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Skenandoa House Goes Green

Receives Silver LEED Certification from U.S. Green Building Council

Posted April 19, 2006
Tags LEED Sustainability

A strong interest in integrating green design into its 200-year-old campus has led Hamilton College to incorporate environmental sensitivity and sustainable design in its renovation projects. As Earth Day approaches, Hamilton announces that Skenandoa House, an 84-year-old residence hall renovated in 2004, has been awarded a Silver LEED® (Leadership in Energy Conservation) Certification by the U.S. Green Building Council. This certification makes Skenandoa House the oldest building in New York State to be so designated.

LEED certification of building projects is difficult to achieve, since the projects must meet or exceed myriad requirements. Five environmental categories are defined in LEED including: sustainable sites, water efficiency, energy and atmosphere, materials and resources and indoor environmental quality. Only eleven other buildings throughout New York State have been LEED-certified since the program began in 1999.

"The Skenandoa House is a building the students and community can be proud of," said Rick Fedrizzi, President, CEO and Founding Chair, U.S. Green Building Council. "This campus building will serve as a showcase for high-performance, energy-efficient, healthy buildings, and an inspiration for other colleges."

Built in 1922, the former Psi Upsilon chapter house was rededicated as Skenandoa House in 2004 in honor of the Oneida Indian chief and friend of Samuel Kirkland. In 1794 Kirkland founded the Hamilton-Oneida Academy that later became Hamilton College in 1812. The third college to be established in New York State, it is today among the oldest in the nation.

Historic and environmental stewardship were powerful allies in the process used by the architectural firm EwingCole to help Hamilton make Skenandoa House a model for environmentally responsive residence hall renewal on campus.

In addition to careful workmanship that restored the building's exterior to its original grandeur, the most notable feature is the use of "green" technology throughout. The renovations included a 16-well geothermal ground water heating and cooling system, individual thermostats in each room, energy efficient lighting, extensive building materials reuse and construction waste management.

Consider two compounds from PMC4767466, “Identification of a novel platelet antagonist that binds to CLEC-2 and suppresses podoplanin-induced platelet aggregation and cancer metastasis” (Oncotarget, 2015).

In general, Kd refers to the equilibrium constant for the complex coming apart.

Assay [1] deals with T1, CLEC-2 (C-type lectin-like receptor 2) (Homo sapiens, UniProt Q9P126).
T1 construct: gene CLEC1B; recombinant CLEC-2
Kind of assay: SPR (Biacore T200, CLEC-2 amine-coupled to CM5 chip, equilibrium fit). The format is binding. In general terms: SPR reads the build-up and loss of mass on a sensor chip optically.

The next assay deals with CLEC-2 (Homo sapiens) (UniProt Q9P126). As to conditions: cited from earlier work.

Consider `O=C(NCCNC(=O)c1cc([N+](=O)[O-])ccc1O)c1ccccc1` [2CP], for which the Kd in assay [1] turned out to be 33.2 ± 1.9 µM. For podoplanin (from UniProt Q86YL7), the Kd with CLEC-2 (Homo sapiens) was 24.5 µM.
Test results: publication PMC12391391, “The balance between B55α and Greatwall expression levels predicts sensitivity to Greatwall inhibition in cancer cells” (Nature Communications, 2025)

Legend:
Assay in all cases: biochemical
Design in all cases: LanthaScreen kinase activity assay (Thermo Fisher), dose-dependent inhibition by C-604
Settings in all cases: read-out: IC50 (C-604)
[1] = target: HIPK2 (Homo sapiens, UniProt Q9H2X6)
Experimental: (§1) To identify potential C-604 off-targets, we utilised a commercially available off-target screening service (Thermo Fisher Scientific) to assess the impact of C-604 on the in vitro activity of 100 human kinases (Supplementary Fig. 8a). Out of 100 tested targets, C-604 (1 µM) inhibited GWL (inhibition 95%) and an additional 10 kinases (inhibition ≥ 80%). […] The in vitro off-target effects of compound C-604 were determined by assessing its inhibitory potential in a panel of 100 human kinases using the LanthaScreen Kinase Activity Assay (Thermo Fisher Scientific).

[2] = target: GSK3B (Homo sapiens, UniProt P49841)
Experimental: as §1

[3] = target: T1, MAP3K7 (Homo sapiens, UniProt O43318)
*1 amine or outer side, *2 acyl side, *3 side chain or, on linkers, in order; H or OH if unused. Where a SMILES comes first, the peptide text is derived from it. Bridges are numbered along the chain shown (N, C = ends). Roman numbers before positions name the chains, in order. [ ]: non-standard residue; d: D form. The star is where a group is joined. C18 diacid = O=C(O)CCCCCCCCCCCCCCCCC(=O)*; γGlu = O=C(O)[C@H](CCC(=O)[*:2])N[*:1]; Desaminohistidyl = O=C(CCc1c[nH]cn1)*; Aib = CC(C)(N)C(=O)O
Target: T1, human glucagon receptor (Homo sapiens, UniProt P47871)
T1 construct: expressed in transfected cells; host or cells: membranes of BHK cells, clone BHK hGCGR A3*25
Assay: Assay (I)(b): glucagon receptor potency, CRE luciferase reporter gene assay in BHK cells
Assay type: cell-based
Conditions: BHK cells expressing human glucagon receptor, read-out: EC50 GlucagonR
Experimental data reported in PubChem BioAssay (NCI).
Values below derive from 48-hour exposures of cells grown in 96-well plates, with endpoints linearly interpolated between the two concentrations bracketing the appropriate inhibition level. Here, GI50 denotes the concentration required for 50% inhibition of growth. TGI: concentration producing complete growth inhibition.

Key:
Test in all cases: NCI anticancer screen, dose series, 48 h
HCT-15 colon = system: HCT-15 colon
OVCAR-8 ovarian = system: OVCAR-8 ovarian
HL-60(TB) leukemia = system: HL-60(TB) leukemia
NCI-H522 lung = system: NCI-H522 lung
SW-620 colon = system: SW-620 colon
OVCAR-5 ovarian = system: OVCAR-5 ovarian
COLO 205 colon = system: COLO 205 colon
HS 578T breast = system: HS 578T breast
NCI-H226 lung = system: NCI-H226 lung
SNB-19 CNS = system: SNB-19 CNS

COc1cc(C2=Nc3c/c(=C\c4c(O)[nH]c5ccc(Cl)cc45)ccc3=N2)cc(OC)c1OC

Steve Bellona, associate vice president for facilities and planning at Hamilton College, said, "Not only does Skenandoa House consume significantly less energy per square foot than our other relatively new residence halls, but our cost for renewable electrical energy, on a square foot basis, was less than other residence halls using non-renewable fossil fuels. This is an experiment for us, but so far we are pleased with the payback."

In its first year of operation, the geothermal system in Skenandoa House used 250% less energy per gross square foot than a standard gas-fired heating system in a comparable residence hall (47.6 mbtu/gsf vs. 123.2 mbtu/gsf).

The efficiency of the geothermal system is its overwhelming advantage. While conventional heating and cooling devices must convert outside temperatures to reach comfort levels, geothermal heating and cooling uses ground temperatures of around 55 degrees to help moderate the temperature differential. The process requires only electricity to run a heat pump and small circulation pumps, eliminating the use of natural gas.

All electrical power used in Skenandoa House is completely "green power" (wind, biomass, small hydro). While more expensive to purchase, green electrical power has reduced greenhouse gas production in carbon dioxide by 107.1 tons, nitrous oxide by 289.5 pounds and sulphur dioxide by 765 pounds. By purchasing 100 percent green power, Hamilton is also a member of EPA's Green Power Partnership.

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